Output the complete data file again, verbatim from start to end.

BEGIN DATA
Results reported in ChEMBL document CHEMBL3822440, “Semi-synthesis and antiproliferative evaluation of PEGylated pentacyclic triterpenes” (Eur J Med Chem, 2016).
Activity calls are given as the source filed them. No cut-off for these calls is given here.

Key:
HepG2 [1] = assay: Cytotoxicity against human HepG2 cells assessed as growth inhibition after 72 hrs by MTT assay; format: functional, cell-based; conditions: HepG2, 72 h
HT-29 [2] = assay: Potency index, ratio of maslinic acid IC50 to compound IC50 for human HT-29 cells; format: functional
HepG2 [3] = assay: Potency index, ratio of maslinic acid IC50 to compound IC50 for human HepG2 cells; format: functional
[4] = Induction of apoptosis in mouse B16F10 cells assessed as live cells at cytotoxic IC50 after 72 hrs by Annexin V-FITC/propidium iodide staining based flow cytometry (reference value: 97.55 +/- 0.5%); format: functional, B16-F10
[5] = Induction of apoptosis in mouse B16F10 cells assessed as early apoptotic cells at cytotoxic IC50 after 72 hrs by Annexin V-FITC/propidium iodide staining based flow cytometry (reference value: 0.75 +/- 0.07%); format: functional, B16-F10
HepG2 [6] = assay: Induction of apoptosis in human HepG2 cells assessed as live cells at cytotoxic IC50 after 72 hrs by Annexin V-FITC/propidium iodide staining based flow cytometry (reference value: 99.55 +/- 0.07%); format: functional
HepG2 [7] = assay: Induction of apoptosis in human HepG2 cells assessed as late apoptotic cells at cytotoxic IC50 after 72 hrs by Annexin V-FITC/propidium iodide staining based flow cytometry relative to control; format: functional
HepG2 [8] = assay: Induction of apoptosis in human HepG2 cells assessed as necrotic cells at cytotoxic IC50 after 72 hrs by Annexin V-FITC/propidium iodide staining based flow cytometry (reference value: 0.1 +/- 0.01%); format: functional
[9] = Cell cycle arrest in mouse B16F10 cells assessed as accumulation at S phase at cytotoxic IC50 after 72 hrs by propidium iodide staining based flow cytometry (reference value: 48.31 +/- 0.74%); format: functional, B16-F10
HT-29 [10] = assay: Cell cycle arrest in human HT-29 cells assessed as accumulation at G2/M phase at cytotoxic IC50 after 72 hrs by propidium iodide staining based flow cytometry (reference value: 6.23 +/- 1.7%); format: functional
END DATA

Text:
Results reported in ChEMBL document CHEMBL3822440, “Semi-synthesis and antiproliferative evaluation of PEGylated pentacyclic triterpenes” (Eur J Med Chem, 2016).
Activity calls are given as the source filed them. No cut-off for these calls is given here.

Key:
HepG2 [1] = assay: Cytotoxicity against human HepG2 cells assessed as growth inhibition after 72 hrs by MTT assay; format: functional, cell-based; conditions: HepG2, 72 h
HT-29 [2] = assay: Potency index, ratio of maslinic acid IC50 to compound IC50 for human HT-29 cells; format: functional
HepG2 [3] = assay: Potency index, ratio of maslinic acid IC50 to compound IC50 for human HepG2 cells; format: functional
[4] = Induction of apoptosis in mouse B16F10 cells assessed as live cells at cytotoxic IC50 after 72 hrs by Annexin V-FITC/propidium iodide staining based flow cytometry (reference value: 97.55 +/- 0.5%); format: functional, B16-F10
[5] = Induction of apoptosis in mouse B16F10 cells assessed as early apoptotic cells at cytotoxic IC50 after 72 hrs by Annexin V-FITC/propidium iodide staining based flow cytometry (reference value: 0.75 +/- 0.07%); format: functional, B16-F10
HepG2 [6] = assay: Induction of apoptosis in human HepG2 cells assessed as live cells at cytotoxic IC50 after 72 hrs by Annexin V-FITC/propidium iodide staining based flow cytometry (reference value: 99.55 +/- 0.07%); format: functional
HepG2 [7] = assay: Induction of apoptosis in human HepG2 cells assessed as late apoptotic cells at cytotoxic IC50 after 72 hrs by Annexin V-FITC/propidium iodide staining based flow cytometry relative to control; format: functional
HepG2 [8] = assay: Induction of apoptosis in human HepG2 cells assessed as necrotic cells at cytotoxic IC50 after 72 hrs by Annexin V-FITC/propidium iodide staining based flow cytometry (reference value: 0.1 +/- 0.01%); format: functional
[9] = Cell cycle arrest in mouse B16F10 cells assessed as accumulation at S phase at cytotoxic IC50 after 72 hrs by propidium iodide staining based flow cytometry (reference value: 48.31 +/- 0.74%); format: functional, B16-F10
HT-29 [10] = assay: Cell cycle arrest in human HT-29 cells assessed as accumulation at G2/M phase at cytotoxic IC50 after 72 hrs by propidium iodide staining based flow cytometry (reference value: 6.23 +/- 1.7%); format: functional